Few players have had an impact on Premier League football like Alan Shearer, the greatest goalscorer the competition has seen.

The former England striker started out at Southampton in the old First Division, before going on to enjoy goal-laden spells with Blackburn Rovers and the club he supported as a boy, Newcastle United.

His impact was significant at all three, but his legacy is arguably felt the most at St. James' Park, where he spent the final 10 seasons of his career.

His goalscoring feats began on this day in 1988, but April 8 has also proven momentous in baseball, as we examine below.

1974 - Hank Aaron overtakes Babe Ruth

For many years after Babe Ruth's retirement in 1935, his record of 714 home runs looked unbeatable until 'Hammerin' Hank' Aarons became the first to surpass Ruth on April 8 ,1974. He might have done so earlier were it not for racially motivated death threats so prolific that his team – the Atlanta Braves – had to hire him a secretary to sift through it. The US Postal Service believe he received more than 930,000 pieces – positive and negative – in 1973. He broke Ruth's record against the Los Angeles Dodgers and later retired on 755, a record which stood for 33 years until Barry Bonds went beyond it in August 2007.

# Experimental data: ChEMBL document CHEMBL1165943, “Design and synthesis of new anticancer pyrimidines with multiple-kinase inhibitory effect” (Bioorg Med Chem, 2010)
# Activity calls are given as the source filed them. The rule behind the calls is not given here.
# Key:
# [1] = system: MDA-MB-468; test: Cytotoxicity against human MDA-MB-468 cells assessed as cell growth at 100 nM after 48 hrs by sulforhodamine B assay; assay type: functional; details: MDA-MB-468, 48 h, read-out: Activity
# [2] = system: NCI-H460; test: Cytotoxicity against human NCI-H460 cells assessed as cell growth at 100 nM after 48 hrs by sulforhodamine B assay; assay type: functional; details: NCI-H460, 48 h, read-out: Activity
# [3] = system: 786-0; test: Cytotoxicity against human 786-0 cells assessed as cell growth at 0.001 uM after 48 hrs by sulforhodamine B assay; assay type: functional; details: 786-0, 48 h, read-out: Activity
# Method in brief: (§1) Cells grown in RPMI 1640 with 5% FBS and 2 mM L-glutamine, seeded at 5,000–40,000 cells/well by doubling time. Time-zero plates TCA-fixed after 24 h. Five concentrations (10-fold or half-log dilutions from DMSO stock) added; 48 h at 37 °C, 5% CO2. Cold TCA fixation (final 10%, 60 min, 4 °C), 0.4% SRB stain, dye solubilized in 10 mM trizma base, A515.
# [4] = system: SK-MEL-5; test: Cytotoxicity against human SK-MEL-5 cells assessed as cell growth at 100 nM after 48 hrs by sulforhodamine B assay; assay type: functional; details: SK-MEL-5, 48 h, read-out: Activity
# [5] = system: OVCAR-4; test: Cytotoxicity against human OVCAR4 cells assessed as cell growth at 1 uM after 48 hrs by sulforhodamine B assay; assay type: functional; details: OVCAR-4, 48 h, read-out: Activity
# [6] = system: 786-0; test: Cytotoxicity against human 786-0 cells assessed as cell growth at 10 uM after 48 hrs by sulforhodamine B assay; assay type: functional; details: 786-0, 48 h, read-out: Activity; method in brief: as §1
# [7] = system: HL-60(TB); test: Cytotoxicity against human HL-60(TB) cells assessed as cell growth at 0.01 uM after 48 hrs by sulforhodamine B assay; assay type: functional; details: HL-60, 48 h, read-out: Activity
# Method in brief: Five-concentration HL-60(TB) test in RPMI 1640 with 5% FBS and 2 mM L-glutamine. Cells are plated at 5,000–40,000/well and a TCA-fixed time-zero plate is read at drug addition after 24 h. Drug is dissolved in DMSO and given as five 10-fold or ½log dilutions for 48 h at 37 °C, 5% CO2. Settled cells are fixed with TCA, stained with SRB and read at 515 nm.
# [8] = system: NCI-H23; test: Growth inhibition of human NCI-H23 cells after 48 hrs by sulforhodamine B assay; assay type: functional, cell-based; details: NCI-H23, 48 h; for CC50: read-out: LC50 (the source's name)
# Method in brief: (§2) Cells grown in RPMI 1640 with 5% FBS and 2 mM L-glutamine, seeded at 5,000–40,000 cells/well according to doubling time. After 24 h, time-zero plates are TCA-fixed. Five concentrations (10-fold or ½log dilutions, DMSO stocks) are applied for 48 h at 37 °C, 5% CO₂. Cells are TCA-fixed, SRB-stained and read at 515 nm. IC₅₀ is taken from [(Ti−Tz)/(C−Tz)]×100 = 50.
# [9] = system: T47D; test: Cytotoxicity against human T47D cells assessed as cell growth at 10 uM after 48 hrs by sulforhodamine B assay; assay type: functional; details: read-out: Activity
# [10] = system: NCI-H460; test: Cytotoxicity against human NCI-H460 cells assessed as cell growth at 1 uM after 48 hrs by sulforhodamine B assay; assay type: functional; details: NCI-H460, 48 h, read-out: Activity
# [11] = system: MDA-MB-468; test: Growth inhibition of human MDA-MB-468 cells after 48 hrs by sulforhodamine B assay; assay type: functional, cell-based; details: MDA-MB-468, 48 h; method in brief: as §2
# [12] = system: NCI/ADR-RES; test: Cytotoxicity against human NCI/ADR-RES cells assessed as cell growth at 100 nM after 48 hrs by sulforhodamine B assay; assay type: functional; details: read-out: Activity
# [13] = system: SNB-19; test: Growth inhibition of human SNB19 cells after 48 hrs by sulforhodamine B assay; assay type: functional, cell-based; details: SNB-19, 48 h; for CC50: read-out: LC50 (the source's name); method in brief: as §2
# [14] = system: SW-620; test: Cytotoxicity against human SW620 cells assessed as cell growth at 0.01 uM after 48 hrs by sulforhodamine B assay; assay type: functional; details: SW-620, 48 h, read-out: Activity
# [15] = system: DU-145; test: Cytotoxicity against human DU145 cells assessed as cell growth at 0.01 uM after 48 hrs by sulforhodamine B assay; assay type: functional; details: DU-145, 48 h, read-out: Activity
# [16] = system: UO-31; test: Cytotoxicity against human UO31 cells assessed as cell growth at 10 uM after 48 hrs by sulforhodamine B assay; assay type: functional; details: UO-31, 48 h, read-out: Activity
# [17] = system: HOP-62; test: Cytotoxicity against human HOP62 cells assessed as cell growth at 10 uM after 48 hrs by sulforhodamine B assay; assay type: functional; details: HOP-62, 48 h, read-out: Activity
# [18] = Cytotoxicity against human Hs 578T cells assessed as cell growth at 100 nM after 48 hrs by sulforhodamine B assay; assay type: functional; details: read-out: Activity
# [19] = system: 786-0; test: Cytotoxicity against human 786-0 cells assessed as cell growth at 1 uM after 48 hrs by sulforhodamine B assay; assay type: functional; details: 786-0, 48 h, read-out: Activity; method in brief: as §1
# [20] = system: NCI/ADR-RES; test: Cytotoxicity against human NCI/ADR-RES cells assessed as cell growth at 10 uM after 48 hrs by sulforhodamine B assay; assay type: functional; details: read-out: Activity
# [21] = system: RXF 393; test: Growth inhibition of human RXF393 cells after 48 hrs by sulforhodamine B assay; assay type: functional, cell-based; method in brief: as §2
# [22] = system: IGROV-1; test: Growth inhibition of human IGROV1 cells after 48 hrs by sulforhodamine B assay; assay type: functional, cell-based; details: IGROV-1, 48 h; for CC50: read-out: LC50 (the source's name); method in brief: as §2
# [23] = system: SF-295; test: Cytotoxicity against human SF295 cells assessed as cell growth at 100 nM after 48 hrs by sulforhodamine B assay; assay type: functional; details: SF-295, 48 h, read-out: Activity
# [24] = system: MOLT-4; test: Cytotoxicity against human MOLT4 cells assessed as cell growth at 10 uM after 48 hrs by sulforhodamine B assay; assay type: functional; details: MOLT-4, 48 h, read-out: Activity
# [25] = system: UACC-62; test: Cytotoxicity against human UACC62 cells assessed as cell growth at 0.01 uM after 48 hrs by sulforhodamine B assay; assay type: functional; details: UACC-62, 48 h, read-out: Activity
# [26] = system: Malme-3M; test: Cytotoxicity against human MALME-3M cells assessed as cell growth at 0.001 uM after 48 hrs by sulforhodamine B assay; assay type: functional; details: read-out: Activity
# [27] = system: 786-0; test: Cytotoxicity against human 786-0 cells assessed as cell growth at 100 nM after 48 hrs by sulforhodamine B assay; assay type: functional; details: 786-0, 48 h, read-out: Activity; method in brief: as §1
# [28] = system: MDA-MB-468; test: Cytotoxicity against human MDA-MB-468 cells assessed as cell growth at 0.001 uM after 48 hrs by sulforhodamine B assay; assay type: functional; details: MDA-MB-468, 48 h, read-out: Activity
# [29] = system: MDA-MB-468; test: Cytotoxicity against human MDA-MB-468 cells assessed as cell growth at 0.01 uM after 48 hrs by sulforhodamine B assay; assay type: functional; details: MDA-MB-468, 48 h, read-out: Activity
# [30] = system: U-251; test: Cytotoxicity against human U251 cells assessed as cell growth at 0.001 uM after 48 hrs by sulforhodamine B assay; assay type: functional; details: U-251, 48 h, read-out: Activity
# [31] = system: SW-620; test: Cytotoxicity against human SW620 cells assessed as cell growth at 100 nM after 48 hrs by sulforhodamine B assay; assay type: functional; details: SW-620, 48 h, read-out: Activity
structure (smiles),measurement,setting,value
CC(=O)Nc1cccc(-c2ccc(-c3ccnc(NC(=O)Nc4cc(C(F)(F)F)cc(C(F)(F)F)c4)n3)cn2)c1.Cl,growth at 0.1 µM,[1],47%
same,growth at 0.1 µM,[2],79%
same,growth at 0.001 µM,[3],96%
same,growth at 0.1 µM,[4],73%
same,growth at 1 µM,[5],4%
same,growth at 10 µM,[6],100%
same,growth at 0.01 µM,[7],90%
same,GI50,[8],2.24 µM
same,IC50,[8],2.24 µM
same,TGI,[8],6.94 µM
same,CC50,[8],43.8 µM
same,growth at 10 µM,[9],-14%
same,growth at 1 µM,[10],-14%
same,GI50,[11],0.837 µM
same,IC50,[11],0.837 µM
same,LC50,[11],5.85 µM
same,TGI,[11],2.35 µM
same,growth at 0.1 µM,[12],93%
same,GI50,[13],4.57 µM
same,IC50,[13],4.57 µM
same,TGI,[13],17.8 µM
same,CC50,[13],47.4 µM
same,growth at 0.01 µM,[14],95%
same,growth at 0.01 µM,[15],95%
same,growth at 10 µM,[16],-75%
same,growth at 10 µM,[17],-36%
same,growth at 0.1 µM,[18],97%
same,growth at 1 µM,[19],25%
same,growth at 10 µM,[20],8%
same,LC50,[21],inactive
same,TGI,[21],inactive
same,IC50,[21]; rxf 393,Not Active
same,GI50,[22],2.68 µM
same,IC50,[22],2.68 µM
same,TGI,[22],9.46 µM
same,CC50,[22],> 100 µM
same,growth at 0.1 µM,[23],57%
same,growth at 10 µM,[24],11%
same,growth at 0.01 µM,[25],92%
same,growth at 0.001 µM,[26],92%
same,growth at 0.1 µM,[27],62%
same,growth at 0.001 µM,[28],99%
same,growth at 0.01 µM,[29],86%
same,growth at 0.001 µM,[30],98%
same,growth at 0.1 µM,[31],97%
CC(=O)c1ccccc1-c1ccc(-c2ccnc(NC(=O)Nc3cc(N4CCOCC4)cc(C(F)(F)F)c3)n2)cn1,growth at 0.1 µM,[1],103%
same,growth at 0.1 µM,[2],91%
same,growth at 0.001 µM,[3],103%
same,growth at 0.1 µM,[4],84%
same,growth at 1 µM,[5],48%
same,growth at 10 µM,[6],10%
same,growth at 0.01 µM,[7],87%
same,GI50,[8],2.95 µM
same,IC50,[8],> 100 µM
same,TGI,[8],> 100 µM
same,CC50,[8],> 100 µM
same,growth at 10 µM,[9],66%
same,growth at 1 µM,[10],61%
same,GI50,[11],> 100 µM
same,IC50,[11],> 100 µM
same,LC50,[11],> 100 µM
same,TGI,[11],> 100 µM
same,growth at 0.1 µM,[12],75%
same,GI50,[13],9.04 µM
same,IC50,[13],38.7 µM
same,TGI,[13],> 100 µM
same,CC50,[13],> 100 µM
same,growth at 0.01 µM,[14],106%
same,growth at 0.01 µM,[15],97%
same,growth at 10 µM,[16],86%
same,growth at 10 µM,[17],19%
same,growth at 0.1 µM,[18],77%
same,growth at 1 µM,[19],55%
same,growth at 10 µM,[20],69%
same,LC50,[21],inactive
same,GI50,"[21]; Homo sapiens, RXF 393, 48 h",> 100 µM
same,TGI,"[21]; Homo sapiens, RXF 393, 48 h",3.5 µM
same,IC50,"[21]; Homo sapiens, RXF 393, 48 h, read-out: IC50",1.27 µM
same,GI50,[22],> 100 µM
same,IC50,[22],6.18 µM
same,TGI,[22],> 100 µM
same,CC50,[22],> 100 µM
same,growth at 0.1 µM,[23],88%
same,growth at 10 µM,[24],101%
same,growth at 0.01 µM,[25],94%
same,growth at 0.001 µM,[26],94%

1988 - Alan Shearer makes his mark

Over 400 goals in professional football at international and club level,  it all started for Shearer on April 8, 1988. Then at Southampton, a 17-year-old Shearer had already made some substitute appearances, but with Arsenal visiting The Dell, he was afforded a first league start. In a 4-2 win, Shearer scored a hat-trick, becoming the youngest player to do so in top-flight history at 17 years and 240 days old. He went on to make a habit of setting new records over the following 18 years.

1989 - One-handed pitcher Jim Abbott debuts